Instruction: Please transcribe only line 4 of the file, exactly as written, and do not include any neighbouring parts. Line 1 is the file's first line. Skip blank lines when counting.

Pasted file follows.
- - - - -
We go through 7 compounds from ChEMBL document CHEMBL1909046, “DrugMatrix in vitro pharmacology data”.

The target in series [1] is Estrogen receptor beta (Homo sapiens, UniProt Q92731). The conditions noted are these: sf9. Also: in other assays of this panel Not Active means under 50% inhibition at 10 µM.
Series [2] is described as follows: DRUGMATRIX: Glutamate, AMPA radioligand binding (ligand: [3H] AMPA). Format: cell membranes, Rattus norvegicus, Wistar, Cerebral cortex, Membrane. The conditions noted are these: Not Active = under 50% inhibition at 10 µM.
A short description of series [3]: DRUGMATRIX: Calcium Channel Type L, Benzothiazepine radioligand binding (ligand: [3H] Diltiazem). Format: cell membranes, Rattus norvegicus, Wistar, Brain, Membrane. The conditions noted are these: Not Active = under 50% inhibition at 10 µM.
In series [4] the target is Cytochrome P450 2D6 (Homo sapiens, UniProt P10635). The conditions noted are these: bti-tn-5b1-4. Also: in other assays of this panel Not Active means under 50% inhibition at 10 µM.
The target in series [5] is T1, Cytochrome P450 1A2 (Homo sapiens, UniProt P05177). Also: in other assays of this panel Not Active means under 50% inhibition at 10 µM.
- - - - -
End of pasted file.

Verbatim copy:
A short description of series [3]: DRUGMATRIX: Calcium Channel Type L, Benzothiazepine radioligand binding (ligand: [3H] Diltiazem). Format: cell membranes, Rattus norvegicus, Wistar, Brain, Membrane. The conditions noted are these: Not Active = under 50% inhibition at 10 µM.